The recent wake of COVID-19 added to the Bahamian devestation: with a significant proportion of the island relying on the profits from tourism and travel, the necessary halt of tourist footfall to the islands is perhaps a lesser-considered effect of the pandemic: “I’m daily having conversations with people about when the borders will open; when the tourists will be back; ‘when do we think the food bank needs to be teamed until?’; ‘when will life get back to normal?’”
While the residents of the islands are keen to see tourists return, bringing with them much-needed revenue, India reflects on her own situation amidst the uncertainty of travel. Considering herself a ‘global’ sort of person, India has children at school in the UK, the US, and a mother and family in England. “Suddenly, I feel much more remote,” she says; “much more isolated than I have for the twenty-four years [of living in the Bahamas] … it makes me very nervous that I may have to make tougher decisions about when I get to see my mother and if I’m able to freely travel and come back and forth.”
Reflecting on her childhood in Oxfordshire, India considers how it might be if she were isolating with her family back in the UK: “If I lived in Oxford, I wouldn’t have this innate fear, because I would be in a much bigger country, my mother would be two fields away, my kids could possibly go to college somewhere in England. But, because we’ve built a global life for ourselves, I am fearful what the future holds … My fear is that I have taken travel for granted. I’ve taken the fact that I live in the Bahamas, but can nip on a flight at a fairly reasonable price over to England. I’ve seen the world like that – that it is so global, that it is so easy to travel. And now, suddenly, that is probably going to be removed – the luxury of being able to travel when I want.”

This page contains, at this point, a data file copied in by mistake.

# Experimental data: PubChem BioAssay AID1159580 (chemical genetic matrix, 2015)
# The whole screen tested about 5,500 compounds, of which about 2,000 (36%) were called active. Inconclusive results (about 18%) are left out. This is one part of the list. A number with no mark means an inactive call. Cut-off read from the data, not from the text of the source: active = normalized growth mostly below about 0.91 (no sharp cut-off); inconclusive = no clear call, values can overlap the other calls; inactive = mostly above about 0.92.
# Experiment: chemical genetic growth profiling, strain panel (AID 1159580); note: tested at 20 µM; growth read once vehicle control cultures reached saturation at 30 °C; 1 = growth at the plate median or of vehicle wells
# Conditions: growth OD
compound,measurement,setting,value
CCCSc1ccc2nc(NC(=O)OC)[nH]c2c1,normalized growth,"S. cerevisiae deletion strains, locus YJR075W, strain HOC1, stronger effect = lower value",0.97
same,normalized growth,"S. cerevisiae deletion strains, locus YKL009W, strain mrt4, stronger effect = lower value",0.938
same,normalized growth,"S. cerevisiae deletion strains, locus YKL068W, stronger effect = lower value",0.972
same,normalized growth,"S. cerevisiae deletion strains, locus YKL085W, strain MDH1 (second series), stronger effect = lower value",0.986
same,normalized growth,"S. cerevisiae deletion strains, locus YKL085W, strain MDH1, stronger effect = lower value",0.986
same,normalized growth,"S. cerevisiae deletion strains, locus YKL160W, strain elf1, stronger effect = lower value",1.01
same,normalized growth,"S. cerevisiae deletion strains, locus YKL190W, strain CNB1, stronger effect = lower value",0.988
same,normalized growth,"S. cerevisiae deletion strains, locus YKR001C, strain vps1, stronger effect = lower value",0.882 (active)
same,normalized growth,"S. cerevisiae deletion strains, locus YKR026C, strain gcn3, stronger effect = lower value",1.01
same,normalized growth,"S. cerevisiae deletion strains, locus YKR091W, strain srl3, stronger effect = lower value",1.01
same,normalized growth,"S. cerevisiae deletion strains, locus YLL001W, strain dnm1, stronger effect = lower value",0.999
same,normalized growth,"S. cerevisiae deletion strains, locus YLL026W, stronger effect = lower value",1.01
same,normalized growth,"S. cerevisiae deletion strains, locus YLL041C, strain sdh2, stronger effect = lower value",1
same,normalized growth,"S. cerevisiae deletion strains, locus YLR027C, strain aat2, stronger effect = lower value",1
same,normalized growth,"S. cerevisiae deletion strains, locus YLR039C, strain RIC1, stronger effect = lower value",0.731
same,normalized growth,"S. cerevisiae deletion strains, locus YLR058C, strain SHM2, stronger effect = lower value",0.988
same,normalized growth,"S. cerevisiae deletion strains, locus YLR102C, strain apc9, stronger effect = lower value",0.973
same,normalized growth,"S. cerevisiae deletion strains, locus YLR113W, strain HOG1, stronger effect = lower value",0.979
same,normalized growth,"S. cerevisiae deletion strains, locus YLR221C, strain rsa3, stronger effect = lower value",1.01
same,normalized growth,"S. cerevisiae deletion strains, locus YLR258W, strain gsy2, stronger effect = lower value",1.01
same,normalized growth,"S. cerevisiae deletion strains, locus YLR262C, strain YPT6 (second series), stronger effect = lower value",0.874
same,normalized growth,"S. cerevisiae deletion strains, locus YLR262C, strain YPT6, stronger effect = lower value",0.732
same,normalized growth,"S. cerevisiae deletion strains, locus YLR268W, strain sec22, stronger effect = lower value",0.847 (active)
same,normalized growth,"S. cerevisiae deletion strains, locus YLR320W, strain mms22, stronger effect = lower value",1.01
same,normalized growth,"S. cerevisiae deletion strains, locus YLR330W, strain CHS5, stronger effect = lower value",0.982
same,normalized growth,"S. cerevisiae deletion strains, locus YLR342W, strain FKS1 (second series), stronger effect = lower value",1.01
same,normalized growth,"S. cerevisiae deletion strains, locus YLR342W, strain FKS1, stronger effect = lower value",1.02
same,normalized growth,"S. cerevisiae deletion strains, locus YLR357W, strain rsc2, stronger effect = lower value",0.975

India spoke of the precariousness of the situation – how she feels that she’s “blindly finding [my] way forward, because nobody knows when the effects of the closures will ease-up. Really, we’ve been doing a lot of work in raising awareness and raising money. The challenges are there, of course – as it’s global, it’s very hard.” But she continues to work hard to alleviate the twofold devastation of the hurricane and COVID-19 on her community, and she – along with her fellow Bahamians – will undoubtedly celebrate when travel resumes.
Donations can be made here to support families whose jobs have been lost or put on hold due to the coronavirus pandemic.